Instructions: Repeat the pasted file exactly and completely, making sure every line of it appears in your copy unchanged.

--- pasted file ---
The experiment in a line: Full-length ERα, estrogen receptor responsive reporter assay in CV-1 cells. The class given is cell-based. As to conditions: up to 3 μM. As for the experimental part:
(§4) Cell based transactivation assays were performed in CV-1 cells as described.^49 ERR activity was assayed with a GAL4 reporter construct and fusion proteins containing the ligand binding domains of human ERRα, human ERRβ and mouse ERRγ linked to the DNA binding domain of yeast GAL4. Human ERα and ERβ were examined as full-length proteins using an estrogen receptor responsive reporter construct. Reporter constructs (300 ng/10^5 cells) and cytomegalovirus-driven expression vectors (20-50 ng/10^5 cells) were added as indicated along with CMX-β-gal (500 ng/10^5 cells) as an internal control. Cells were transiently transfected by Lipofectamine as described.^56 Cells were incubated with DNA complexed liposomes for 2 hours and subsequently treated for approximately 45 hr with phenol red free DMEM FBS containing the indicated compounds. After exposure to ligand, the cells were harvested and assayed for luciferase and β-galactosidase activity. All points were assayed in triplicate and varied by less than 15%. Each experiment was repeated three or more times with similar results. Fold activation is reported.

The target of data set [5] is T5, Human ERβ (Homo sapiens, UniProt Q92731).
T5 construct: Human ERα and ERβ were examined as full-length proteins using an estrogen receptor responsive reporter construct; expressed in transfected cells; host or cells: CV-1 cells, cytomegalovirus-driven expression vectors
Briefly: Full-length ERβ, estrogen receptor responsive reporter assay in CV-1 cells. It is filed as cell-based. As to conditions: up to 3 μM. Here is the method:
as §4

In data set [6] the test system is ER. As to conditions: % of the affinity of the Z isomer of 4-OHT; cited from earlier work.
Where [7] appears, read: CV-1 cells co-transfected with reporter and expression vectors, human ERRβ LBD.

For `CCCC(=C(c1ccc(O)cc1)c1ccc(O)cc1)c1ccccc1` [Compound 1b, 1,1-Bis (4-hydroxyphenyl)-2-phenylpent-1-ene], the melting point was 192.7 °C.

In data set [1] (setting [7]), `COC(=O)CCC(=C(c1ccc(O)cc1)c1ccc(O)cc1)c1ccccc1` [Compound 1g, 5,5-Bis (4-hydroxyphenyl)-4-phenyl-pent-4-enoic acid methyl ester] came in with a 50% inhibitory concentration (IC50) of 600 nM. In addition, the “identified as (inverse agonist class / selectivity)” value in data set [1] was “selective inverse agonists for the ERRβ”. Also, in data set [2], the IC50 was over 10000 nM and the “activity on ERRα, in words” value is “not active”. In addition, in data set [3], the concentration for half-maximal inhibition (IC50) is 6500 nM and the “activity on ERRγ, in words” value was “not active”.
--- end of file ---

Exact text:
The experiment in a line: Full-length ERα, estrogen receptor responsive reporter assay in CV-1 cells. The class given is cell-based. As to conditions: up to 3 μM. As for the experimental part:
(§4) Cell based transactivation assays were performed in CV-1 cells as described.^49 ERR activity was assayed with a GAL4 reporter construct and fusion proteins containing the ligand binding domains of human ERRα, human ERRβ and mouse ERRγ linked to the DNA binding domain of yeast GAL4. Human ERα and ERβ were examined as full-length proteins using an estrogen receptor responsive reporter construct. Reporter constructs (300 ng/10^5 cells) and cytomegalovirus-driven expression vectors (20-50 ng/10^5 cells) were added as indicated along with CMX-β-gal (500 ng/10^5 cells) as an internal control. Cells were transiently transfected by Lipofectamine as described.^56 Cells were incubated with DNA complexed liposomes for 2 hours and subsequently treated for approximately 45 hr with phenol red free DMEM FBS containing the indicated compounds. After exposure to ligand, the cells were harvested and assayed for luciferase and β-galactosidase activity. All points were assayed in triplicate and varied by less than 15%. Each experiment was repeated three or more times with similar results. Fold activation is reported.

The target of data set [5] is T5, Human ERβ (Homo sapiens, UniProt Q92731).
T5 construct: Human ERα and ERβ were examined as full-length proteins using an estrogen receptor responsive reporter construct; expressed in transfected cells; host or cells: CV-1 cells, cytomegalovirus-driven expression vectors
Briefly: Full-length ERβ, estrogen receptor responsive reporter assay in CV-1 cells. It is filed as cell-based. As to conditions: up to 3 μM. Here is the method:
as §4

In data set [6] the test system is ER. As to conditions: % of the affinity of the Z isomer of 4-OHT; cited from earlier work.
Where [7] appears, read: CV-1 cells co-transfected with reporter and expression vectors, human ERRβ LBD.

For `CCCC(=C(c1ccc(O)cc1)c1ccc(O)cc1)c1ccccc1` [Compound 1b, 1,1-Bis (4-hydroxyphenyl)-2-phenylpent-1-ene], the melting point was 192.7 °C.

In data set [1] (setting [7]), `COC(=O)CCC(=C(c1ccc(O)cc1)c1ccc(O)cc1)c1ccccc1` [Compound 1g, 5,5-Bis (4-hydroxyphenyl)-4-phenyl-pent-4-enoic acid methyl ester] came in with a 50% inhibitory concentration (IC50) of 600 nM. In addition, the “identified as (inverse agonist class / selectivity)” value in data set [1] was “selective inverse agonists for the ERRβ”. Also, in data set [2], the IC50 was over 10000 nM and the “activity on ERRα, in words” value is “not active”. In addition, in data set [3], the concentration for half-maximal inhibition (IC50) is 6500 nM and the “activity on ERRγ, in words” value was “not active”.